More comprehensive data on the property market will be available from next month, enabling the Government and the public to better gauge the health of the sector, said Mr Mah Bow Tan.
There have been concerns that the recent increase in private home prices — more than 20 per cent in the last three years — is a bubble waiting to burst.
Even as more options such as executive condominiums (ECs) will be offered to keep private housing affordable, the Government has asked developers for more details about their sales, for a more complete picture of the market.
Said Mr Mah: “We look at the economy, we look at the various indicators. And it’s important for us to make sure that the data we get is accurate, is comprehensive, and is reaching us in a timely manner so that we can make those decisions.
“We will also push that data out into the market, to let the public know … then they will be able to make considered, rational, prudent decisions.”
The information will include pricing details and sales numbers for all new projects. Said Mr Mah: “The worst thing is for people to have incomplete information … create a panic, make people very anxious and they rush in.
“If we can provide the data — imminent supply, three-year supply, office space, residential — let this information go into the market so that people will know, ‘There’s this supply coming up, why are we rushing?’ — that’s what I hope for.”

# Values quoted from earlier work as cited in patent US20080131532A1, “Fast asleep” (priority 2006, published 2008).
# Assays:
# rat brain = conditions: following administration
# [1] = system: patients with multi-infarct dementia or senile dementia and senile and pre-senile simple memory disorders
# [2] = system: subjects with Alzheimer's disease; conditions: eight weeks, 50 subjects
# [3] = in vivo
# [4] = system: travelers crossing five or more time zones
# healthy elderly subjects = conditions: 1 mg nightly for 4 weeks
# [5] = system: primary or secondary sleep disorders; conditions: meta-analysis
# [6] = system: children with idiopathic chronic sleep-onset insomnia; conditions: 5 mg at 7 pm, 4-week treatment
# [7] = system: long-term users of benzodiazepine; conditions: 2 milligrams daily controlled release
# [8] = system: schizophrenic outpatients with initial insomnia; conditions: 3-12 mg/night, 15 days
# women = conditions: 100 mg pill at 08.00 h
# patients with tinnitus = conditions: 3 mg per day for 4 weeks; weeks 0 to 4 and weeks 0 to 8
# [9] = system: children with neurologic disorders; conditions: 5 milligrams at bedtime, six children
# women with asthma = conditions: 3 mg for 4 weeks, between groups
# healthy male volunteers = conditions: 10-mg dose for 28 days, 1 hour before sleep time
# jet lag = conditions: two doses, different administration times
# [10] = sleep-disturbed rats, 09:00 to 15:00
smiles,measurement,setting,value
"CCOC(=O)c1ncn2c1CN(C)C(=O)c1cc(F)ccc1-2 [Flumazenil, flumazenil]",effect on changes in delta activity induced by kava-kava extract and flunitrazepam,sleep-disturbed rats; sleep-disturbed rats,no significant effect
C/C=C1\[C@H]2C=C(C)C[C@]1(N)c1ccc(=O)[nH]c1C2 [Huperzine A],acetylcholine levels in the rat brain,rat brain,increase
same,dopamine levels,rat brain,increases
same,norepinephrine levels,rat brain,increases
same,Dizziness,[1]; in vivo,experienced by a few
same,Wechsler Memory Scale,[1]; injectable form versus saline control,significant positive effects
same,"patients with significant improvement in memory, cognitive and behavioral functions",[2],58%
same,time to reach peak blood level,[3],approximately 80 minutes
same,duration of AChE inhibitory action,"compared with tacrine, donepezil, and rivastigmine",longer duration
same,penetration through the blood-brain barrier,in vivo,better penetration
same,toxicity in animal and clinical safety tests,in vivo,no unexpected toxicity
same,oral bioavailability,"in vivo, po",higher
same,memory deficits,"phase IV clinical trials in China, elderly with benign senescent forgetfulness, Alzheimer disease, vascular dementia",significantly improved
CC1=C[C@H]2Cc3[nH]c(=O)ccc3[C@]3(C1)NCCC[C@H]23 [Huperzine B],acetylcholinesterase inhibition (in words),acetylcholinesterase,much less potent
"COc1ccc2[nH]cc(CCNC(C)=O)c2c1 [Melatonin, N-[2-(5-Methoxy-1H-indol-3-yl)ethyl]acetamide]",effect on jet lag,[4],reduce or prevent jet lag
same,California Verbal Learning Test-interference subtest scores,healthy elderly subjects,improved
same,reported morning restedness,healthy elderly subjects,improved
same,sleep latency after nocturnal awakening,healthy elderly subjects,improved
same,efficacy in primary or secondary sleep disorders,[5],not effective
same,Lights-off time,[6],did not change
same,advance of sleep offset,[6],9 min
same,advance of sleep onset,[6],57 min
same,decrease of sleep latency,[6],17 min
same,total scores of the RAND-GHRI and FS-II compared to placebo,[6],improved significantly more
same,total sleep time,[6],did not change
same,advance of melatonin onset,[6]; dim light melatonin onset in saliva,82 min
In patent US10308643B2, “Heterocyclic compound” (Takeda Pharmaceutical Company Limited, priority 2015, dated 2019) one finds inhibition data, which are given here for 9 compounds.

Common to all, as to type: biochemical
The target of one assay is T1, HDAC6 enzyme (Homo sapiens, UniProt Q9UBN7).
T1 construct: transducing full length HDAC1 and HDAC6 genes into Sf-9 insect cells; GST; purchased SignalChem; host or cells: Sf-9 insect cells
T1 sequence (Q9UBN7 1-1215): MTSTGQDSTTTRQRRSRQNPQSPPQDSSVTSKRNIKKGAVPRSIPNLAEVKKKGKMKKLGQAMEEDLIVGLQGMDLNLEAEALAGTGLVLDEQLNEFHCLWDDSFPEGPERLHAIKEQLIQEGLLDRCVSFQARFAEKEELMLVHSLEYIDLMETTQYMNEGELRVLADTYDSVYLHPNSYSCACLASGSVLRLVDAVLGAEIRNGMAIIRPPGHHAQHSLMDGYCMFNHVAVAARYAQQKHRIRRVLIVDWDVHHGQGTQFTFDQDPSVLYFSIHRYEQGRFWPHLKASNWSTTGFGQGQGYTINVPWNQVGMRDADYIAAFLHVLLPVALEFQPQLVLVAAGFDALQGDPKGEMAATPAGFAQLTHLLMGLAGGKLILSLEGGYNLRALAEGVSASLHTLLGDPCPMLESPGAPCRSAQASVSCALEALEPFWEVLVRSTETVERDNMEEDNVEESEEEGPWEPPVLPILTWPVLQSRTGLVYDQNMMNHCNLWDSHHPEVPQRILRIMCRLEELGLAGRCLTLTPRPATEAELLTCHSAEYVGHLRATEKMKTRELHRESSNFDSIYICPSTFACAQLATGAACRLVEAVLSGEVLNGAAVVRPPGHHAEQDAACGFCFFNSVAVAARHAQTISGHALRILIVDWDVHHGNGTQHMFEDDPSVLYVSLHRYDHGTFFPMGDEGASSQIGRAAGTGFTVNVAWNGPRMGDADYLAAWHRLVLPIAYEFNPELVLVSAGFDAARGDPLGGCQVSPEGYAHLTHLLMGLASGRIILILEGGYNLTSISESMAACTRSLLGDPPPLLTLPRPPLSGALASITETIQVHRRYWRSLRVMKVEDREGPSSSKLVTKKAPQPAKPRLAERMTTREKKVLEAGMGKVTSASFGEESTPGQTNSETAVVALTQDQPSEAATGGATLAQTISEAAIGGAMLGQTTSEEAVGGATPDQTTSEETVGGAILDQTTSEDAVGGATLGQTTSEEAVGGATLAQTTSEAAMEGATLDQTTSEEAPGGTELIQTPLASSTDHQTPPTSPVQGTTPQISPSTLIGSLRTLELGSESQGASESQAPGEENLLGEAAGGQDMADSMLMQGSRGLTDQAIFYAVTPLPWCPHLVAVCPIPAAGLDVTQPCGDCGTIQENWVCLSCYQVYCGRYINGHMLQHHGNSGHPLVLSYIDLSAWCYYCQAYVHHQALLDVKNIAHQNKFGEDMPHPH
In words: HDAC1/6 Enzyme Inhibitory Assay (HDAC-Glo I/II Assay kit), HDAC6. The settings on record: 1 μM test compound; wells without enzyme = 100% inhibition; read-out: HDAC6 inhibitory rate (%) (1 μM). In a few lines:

By and large, property developers have been cooperative. He said: “We’ve explained to them that a transparent market is good for everybody. They understand that.”
And with the widening price gap between private and public housing, the Government will strive to provide more affordable options for young couples and HDB upgraders. These include ECs and Design, Build and Sell Scheme flats.
“I think 2005 was the last time we put up an EC site for sale. But now the gap is starting to widen, so it’s time for us to replenish the EC stock,” he said, referring to the recent release of a site in Punggol for that purpose.
Meanwhile, the Monetary Authority of Singapore said it is monitoring developments to ensure that banks not become overexposed to the property sector.
In response to queries from Thomson Financial, an MAS spokesperson said measures are in place, and added: “MAS is monitoring developments and has reminded banks to maintain prudent credit standards in their property-related loans.”
But analysts think it increasingly likely the central bank will step in to curb property developers’ practice of offering deferred payment schemes to property buyers, which shifts the financing burden to developers and construction companies.
Citigroup economist Chua Hak Bin said loans extended to building and construction companies surged 27 per cent year-on-year in April. In contrast, mortgage loans had risen just 5 per cent in April compared to the year before.
The Government last imposed curbs on the property sector in 1996, in the form of a capital gains tax, restrictions on CPF use and limits on property purchases by foreigners.
Source: Today, 29 June 2007